Ohio doctors may be alarmed by the view of some professionals that the opioid guidelines recently drafted by the Centers for Disease Control and Prevention may increase the rate of medical malpractice cases. Some practitioners view the most recent guidelines as problematic since a higher priority is placed on prescriptions asopposed to actually treating the patient. Many believe that using opioids is a direct route towards developing an addiction problem, rather than actually returning a patient to a normal routine or daily activities.
For some, the hardships associated with long-term opioid administration may be more attributable to the failures of the care provided, as opposed to the habits or actions of the patient. The fact that prescription overdoses fail to rank as a leading cause of death in the U.S. should not be the CDC's sole justification for using opioids as the primary method for treating acute or chronic pain. The care provided by the hospital and physician actually accounts for the third-largest source of harm sustained by patients.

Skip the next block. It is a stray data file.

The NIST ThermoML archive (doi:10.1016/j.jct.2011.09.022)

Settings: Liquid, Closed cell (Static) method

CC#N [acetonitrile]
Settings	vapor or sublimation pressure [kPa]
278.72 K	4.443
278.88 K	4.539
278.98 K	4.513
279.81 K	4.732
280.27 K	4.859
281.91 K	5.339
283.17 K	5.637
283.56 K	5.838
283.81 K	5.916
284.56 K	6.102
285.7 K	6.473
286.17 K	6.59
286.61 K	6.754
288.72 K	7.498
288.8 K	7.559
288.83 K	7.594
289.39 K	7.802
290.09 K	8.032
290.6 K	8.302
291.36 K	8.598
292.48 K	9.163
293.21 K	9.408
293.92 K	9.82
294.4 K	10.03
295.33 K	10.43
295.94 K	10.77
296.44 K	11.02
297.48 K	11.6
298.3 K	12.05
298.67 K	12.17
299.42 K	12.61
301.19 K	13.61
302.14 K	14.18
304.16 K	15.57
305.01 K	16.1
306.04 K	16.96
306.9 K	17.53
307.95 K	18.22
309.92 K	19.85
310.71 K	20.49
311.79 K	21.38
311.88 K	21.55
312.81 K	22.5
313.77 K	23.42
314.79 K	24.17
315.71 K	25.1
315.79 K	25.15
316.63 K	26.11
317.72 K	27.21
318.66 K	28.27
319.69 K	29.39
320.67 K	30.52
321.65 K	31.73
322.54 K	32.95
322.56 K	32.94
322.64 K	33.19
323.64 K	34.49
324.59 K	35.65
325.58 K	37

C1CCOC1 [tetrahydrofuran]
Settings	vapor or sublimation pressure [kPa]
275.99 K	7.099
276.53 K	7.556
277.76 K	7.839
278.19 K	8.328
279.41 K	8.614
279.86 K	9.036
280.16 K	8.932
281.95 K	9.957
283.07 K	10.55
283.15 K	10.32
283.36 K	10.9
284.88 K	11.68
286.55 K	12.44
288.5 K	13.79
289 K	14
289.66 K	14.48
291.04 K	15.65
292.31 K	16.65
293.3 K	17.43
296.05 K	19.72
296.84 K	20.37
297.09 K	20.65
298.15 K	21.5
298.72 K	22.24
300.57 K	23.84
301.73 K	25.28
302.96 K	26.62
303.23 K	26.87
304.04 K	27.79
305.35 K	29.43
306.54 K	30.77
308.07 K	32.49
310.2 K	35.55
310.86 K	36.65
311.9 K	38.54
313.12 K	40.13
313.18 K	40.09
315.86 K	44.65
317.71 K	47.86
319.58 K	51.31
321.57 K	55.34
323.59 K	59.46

Patients' chronic pain may be caused by the wrong prescription, a misdiagnosis, improper surgeries, hospital infections or other adverse events that could constitute medical negligence. Before opioids are prescribed for an extended duration, there should be clinical testing available proving that the benefits outweigh the long-term safety risks for the patient. Physicians should also complete a comprehensive review with the patient that discusses the expectations and risks associated with the medication.
A patient who is harmed by a prescription error or some other form of medical professional negligence may want to speak with an attorney to determine the remedies that are available. In some cases, it might be advisable to seek compensation for the damages that have been sustained through the filing of a medical malpractice lawsuit against the responsible health care practitioner or facility.